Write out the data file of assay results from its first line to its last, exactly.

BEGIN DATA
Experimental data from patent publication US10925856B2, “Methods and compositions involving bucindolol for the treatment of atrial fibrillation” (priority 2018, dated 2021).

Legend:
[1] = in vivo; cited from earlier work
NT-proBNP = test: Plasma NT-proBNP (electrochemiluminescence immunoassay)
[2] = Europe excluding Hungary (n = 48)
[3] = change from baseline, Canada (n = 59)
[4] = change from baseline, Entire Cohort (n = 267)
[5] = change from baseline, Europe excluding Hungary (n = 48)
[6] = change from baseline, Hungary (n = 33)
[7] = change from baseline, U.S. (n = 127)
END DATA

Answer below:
Experimental data from patent publication US10925856B2, “Methods and compositions involving bucindolol for the treatment of atrial fibrillation” (priority 2018, dated 2021).

Legend:
[1] = in vivo; cited from earlier work
NT-proBNP = test: Plasma NT-proBNP (electrochemiluminescence immunoassay)
[2] = Europe excluding Hungary (n = 48)
[3] = change from baseline, Canada (n = 59)
[4] = change from baseline, Entire Cohort (n = 267)
[5] = change from baseline, Europe excluding Hungary (n = 48)
[6] = change from baseline, Hungary (n = 33)
[7] = change from baseline, U.S. (n = 127)